# Leap year check using bitwise operators (amazing speed)

Someone on JSPerf dropped an amazingly fast implementation for checking leap years of the ISO calendar (link: Odd bit manipulations):

``````function isLeapYear(year) {
return !(year & 3 || year & 15 && !(year % 25));
}
``````

Using Node.js, I quickly checked it against two other one-liner implementations I know.

``````function isLeapClassic(y) { return (y % 4 == 0) && !(y % 100 == 0) || (y % 400 == 0); }
function isLeapXOR(y) { return (y % 4 == 0) ^ (y % 100 == 0) ^ (y % 400 == 0); }
function isLeapBitwise(y) { return !(y & 3 || y & 15 && !(y % 25)); }

//quick'n'dirty test on a small range!
//works with negative integers too
for (var i = 1900; i <= 2100; i++) {
console.log(
"year = %d,\t%d%d%d",
i,
isLeapClassic(i),
isLeapXOR(i),
isLeapBitwise(i)
);
}
``````

It works as expected, but my problem is I can't figure how. I know `((a % b) == (a & (b-1))` when b is power of two so `(year % 4) == (year & 3)`, but `year & 15 && !(year % 25)` is quite hard to figure out. Can someone explain me how it works? Any reference about this implementation?

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Just out of curiosity: What exactly is the usecase for having that optimized? –  Pumbaa80 Mar 25 '12 at 12:34
The amazing speed! It's interesting if you plan to (re)write a library of course! –  Redger Mar 25 '12 at 12:54
I would never sacrifice readibility for a performance gain of a nanosecond. –  Pumbaa80 Mar 25 '12 at 13:17
Well... what if you have to deal with billions of records containing dates on the server side? Mark Ransom explained it very well so I put his answer and giving him credits and link inside the comments in the code. I also include the classic formula in the comments but I use the optimized one to get the job done. Readibility is not sacrified! In fact I'm writing a highly specialized library and performance matters. –  Redger Mar 25 '12 at 13:44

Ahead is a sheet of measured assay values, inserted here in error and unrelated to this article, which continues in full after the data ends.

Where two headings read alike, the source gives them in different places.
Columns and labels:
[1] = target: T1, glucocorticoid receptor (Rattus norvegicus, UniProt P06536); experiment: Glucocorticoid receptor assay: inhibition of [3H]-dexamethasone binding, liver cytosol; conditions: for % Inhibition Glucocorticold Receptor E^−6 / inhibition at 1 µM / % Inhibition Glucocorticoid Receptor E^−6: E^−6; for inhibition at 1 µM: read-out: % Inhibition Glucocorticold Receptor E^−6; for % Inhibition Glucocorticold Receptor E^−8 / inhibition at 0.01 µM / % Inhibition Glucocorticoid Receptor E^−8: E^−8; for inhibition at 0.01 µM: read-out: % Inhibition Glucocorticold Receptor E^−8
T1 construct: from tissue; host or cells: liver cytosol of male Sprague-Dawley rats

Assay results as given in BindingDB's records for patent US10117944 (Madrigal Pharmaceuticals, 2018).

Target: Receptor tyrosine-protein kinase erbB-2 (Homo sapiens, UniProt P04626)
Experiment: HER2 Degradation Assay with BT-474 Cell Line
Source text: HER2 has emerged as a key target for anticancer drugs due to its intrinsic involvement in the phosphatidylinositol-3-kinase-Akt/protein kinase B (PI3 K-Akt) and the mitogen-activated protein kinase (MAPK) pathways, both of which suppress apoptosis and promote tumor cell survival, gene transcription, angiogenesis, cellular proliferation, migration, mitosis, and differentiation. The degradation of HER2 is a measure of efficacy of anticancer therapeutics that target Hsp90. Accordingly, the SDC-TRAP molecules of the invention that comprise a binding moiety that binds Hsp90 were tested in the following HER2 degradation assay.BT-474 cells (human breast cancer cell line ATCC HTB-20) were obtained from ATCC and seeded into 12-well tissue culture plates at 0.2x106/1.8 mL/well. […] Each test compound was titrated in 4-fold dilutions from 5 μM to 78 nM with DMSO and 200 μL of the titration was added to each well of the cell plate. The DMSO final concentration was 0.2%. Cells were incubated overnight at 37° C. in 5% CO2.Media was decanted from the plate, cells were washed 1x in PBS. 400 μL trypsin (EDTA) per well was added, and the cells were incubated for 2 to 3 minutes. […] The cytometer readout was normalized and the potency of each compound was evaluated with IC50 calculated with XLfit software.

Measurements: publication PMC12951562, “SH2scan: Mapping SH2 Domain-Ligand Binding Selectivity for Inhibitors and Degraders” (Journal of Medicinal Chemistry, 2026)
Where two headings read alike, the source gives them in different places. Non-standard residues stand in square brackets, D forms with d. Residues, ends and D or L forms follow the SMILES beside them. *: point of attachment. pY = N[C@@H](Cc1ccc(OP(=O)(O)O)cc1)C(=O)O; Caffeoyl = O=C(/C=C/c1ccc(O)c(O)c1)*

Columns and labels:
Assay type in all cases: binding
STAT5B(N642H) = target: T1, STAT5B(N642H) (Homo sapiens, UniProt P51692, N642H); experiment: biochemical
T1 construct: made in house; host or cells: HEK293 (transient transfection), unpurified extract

If you have billions of records and performance matters you should consider using a different language. –  Pumbaa80 Mar 25 '12 at 13:48

`year & 3` is the same as `year % 4`. Not so tricky there, it just represents the usual 4-year cycle.

`year & 15` is the same as `year % 16`.

So, it's not a leap year if the year doesn't divide evenly by 4, or if it doesn't divide evenly by 16 but does divide evenly by 25. This means that every multiple of 25 is not a leap year unless it's also a multiple of 16. Since 16 and 25 don't have any common factors, the only time both conditions are met is when the year is a multiple of 16*25, or 400 years. The multiples of 4*25 will be considered not leap years, accounting for the 100 year cycle.

1900 wasn't a leap year because it was divisible by 100, 2000 was a leap year because it was divisible by 400, and 2100 won't be a leap year.

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Best detailed answer! –  Redger Mar 24 '12 at 15:47
–  Kevin P. Rice Jan 30 '13 at 10:27

If a number is divisible by 16 and divisible by 25, it's divisible by four times 25 (100) as well as 16 times 25 (400).

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So how does that do the divisible by 400 check? –  Gareth Mar 24 '12 at 15:24
Answer updated because I had to make sure I was right :-) –  Pointy Mar 24 '12 at 15:27